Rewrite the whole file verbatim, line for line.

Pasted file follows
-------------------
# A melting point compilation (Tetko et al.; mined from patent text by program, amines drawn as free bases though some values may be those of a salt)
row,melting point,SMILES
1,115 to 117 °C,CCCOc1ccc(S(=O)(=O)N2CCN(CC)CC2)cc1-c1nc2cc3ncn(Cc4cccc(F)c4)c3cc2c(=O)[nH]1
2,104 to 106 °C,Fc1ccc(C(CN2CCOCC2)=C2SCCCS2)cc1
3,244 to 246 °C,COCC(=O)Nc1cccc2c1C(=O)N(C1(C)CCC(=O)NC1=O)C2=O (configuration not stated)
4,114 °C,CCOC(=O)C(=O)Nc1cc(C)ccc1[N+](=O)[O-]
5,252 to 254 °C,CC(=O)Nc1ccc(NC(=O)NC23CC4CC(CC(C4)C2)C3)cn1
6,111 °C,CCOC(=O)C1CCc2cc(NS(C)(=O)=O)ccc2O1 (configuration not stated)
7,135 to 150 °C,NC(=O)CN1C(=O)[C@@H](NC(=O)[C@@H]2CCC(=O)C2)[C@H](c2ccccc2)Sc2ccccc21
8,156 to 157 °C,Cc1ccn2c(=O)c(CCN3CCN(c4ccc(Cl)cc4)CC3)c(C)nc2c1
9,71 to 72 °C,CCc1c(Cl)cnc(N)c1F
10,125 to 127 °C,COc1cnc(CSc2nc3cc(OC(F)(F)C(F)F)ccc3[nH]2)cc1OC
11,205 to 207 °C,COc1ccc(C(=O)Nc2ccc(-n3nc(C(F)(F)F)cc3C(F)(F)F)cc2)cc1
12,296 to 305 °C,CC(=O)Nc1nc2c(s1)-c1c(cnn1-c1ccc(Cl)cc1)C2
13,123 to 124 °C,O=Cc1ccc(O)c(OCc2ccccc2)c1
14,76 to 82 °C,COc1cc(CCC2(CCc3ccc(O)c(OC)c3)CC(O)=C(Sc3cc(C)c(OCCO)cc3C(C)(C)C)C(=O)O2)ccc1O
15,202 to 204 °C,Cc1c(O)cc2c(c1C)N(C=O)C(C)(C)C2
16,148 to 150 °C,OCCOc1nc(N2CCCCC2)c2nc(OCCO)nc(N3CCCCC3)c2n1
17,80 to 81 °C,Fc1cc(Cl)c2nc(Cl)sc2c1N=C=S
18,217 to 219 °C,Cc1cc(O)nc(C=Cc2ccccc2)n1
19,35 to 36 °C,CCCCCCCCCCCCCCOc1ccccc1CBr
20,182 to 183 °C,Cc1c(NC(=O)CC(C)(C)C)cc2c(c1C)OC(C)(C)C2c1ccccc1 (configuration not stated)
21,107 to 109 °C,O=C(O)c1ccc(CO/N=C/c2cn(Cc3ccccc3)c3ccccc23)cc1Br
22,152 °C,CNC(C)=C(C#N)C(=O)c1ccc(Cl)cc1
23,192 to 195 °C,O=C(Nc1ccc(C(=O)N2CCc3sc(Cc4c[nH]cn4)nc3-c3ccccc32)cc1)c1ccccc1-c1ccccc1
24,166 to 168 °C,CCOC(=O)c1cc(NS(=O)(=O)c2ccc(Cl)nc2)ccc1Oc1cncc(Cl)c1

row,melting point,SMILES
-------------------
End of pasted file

# A melting point compilation (Tetko et al.; mined from patent text by program, amines drawn as free bases though some values may be those of a salt)
row,melting point,SMILES
1,115 to 117 °C,CCCOc1ccc(S(=O)(=O)N2CCN(CC)CC2)cc1-c1nc2cc3ncn(Cc4cccc(F)c4)c3cc2c(=O)[nH]1
2,104 to 106 °C,Fc1ccc(C(CN2CCOCC2)=C2SCCCS2)cc1
3,244 to 246 °C,COCC(=O)Nc1cccc2c1C(=O)N(C1(C)CCC(=O)NC1=O)C2=O (configuration not stated)
4,114 °C,CCOC(=O)C(=O)Nc1cc(C)ccc1[N+](=O)[O-]
5,252 to 254 °C,CC(=O)Nc1ccc(NC(=O)NC23CC4CC(CC(C4)C2)C3)cn1
6,111 °C,CCOC(=O)C1CCc2cc(NS(C)(=O)=O)ccc2O1 (configuration not stated)
7,135 to 150 °C,NC(=O)CN1C(=O)[C@@H](NC(=O)[C@@H]2CCC(=O)C2)[C@H](c2ccccc2)Sc2ccccc21
8,156 to 157 °C,Cc1ccn2c(=O)c(CCN3CCN(c4ccc(Cl)cc4)CC3)c(C)nc2c1
9,71 to 72 °C,CCc1c(Cl)cnc(N)c1F
10,125 to 127 °C,COc1cnc(CSc2nc3cc(OC(F)(F)C(F)F)ccc3[nH]2)cc1OC
11,205 to 207 °C,COc1ccc(C(=O)Nc2ccc(-n3nc(C(F)(F)F)cc3C(F)(F)F)cc2)cc1
12,296 to 305 °C,CC(=O)Nc1nc2c(s1)-c1c(cnn1-c1ccc(Cl)cc1)C2
13,123 to 124 °C,O=Cc1ccc(O)c(OCc2ccccc2)c1
14,76 to 82 °C,COc1cc(CCC2(CCc3ccc(O)c(OC)c3)CC(O)=C(Sc3cc(C)c(OCCO)cc3C(C)(C)C)C(=O)O2)ccc1O
15,202 to 204 °C,Cc1c(O)cc2c(c1C)N(C=O)C(C)(C)C2
16,148 to 150 °C,OCCOc1nc(N2CCCCC2)c2nc(OCCO)nc(N3CCCCC3)c2n1
17,80 to 81 °C,Fc1cc(Cl)c2nc(Cl)sc2c1N=C=S
18,217 to 219 °C,Cc1cc(O)nc(C=Cc2ccccc2)n1
19,35 to 36 °C,CCCCCCCCCCCCCCOc1ccccc1CBr
20,182 to 183 °C,Cc1c(NC(=O)CC(C)(C)C)cc2c(c1C)OC(C)(C)C2c1ccccc1 (configuration not stated)
21,107 to 109 °C,O=C(O)c1ccc(CO/N=C/c2cn(Cc3ccccc3)c3ccccc23)cc1Br
22,152 °C,CNC(C)=C(C#N)C(=O)c1ccc(Cl)cc1
23,192 to 195 °C,O=C(Nc1ccc(C(=O)N2CCc3sc(Cc4c[nH]cn4)nc3-c3ccccc32)cc1)c1ccccc1-c1ccccc1
24,166 to 168 °C,CCOC(=O)c1cc(NS(=O)(=O)c2ccc(Cl)nc2)ccc1Oc1cncc(Cl)c1

row,melting point,SMILES